Jewish Journal

I’m Not Telling You

by Susan Esther Barnes

October 9, 2013 | 1:00 am

Image from Wikimedia

Pretty much every day, usually more than once a day, I ask myself, “What am I going to write about in my next blog post?” Sometimes, people ask me what I’m planning to write over the next few weeks, as if such a plan has ever existed in my life as a blogger. Sometimes, I’m worried I’ll never come up with anything interesting to write about again. Yet, every week, something seems to present itself.

And then, sometimes, what seems like a perfect story unexpectedly appears out of the ether. It’s a story with drama; it has a beginning, a middle, and an end; it includes moments of humor; it even presents a few displays of human kindness.

Such a story appeared this week. And I can’t tell it to you.

As a human being, over the last decade or two I have practiced being more open and revealing about myself. I continued to do that through my writing, and made my inner thoughts and feelings even more public when I started blogging a few years ago. It’s been quite a positive experience for me, and I highly encourage others to reveal their true selves and to say what they mean whenever feasible.

However, most people desire some degree of privacy. Not everyone wants every little detail of their lives splashed across the internet, for all to see, in perpetuity. I get that. And, while authenticity and self-disclosure are important to me, it is also important to me that the people around me know they can trust me not to share or – God forbid – publish what they would like to keep secret.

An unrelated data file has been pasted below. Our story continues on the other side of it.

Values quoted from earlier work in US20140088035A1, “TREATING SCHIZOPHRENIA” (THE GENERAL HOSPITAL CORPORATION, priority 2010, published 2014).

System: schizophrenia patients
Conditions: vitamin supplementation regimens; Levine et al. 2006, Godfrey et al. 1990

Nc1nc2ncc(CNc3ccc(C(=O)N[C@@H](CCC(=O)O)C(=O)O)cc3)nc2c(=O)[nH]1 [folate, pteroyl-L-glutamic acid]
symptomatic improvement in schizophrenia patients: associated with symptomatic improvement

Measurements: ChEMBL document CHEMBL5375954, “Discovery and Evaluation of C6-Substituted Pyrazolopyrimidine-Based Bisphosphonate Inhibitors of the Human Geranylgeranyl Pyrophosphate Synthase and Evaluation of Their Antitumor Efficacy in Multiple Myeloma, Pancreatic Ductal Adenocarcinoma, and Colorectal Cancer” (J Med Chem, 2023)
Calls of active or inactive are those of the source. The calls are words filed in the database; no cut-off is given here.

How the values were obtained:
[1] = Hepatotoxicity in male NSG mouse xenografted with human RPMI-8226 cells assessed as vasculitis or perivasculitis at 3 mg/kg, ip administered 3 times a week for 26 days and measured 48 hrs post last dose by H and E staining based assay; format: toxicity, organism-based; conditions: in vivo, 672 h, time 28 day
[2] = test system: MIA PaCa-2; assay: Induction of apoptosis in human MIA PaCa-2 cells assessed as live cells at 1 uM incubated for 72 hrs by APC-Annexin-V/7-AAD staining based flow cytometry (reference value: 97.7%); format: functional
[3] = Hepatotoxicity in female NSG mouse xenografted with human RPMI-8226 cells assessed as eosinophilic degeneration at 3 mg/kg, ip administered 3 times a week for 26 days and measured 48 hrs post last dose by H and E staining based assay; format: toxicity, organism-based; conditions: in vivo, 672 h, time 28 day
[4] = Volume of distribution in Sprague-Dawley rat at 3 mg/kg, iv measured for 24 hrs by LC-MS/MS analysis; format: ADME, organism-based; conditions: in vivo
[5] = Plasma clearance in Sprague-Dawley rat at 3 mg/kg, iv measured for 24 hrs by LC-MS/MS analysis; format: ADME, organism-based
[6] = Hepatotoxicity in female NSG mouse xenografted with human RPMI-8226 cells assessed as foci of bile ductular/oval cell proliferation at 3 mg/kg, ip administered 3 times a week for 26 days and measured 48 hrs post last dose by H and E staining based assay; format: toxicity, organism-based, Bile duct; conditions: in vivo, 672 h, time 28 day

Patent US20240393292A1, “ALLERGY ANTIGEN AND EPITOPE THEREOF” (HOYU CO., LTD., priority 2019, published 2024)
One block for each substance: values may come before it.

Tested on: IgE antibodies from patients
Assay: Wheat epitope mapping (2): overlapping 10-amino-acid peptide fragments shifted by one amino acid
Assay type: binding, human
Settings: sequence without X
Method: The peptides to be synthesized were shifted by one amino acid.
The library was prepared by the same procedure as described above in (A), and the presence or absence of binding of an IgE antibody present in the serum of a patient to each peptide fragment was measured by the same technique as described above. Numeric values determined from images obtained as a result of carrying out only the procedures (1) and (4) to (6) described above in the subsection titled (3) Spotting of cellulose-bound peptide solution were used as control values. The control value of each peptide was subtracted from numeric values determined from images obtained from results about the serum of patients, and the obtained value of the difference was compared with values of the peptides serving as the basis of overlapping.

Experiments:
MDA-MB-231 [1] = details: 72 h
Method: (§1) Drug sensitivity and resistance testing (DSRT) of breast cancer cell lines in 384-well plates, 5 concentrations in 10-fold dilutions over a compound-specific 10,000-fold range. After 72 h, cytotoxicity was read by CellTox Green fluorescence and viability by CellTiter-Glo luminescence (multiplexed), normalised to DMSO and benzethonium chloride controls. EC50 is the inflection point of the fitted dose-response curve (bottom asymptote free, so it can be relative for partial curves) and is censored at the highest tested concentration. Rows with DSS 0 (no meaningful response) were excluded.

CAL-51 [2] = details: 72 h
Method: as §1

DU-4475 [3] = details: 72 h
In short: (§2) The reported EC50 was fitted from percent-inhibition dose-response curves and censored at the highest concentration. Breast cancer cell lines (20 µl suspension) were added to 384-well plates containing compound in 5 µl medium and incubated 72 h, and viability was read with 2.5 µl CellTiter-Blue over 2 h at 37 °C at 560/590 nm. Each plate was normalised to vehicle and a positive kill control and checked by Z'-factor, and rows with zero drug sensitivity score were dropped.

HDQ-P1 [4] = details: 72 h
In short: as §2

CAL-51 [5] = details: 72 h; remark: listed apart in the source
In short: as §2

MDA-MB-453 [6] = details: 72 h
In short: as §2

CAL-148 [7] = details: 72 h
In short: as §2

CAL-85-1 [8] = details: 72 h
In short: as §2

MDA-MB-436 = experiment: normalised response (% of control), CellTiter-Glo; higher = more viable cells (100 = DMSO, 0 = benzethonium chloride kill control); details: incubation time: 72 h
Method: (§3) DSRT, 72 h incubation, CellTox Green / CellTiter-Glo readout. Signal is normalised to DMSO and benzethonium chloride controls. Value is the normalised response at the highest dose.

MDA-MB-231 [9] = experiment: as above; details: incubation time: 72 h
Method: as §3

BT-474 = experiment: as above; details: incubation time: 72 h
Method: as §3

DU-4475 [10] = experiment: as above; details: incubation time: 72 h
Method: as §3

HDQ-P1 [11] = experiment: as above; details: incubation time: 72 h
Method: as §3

It does present a bit of a problem for me, since I can be a bit obsessive about my writing. When a story “wants” to be written, it won’t leave me alone. It keeps swirling around in my head, presenting phrases and even paragraphs, refusing to quiet down until I release it into a Word document or onto a piece of paper. It can be quite disruptive, interrupting me whenever I’m trying to think about something else.

I’m hoping that writing this piece will settle this particular story in my mind. If not, I may need to write it down even though I don’t intend to share it with anyone. But, no matter what happens, I’m sorry to say, I won’t be telling it to you.

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Susan Esther Barnes is a religious Reform Jew who can regularly be seen greeting people at her synagogue before services. She is a founding member of her synagogue’s chevra...

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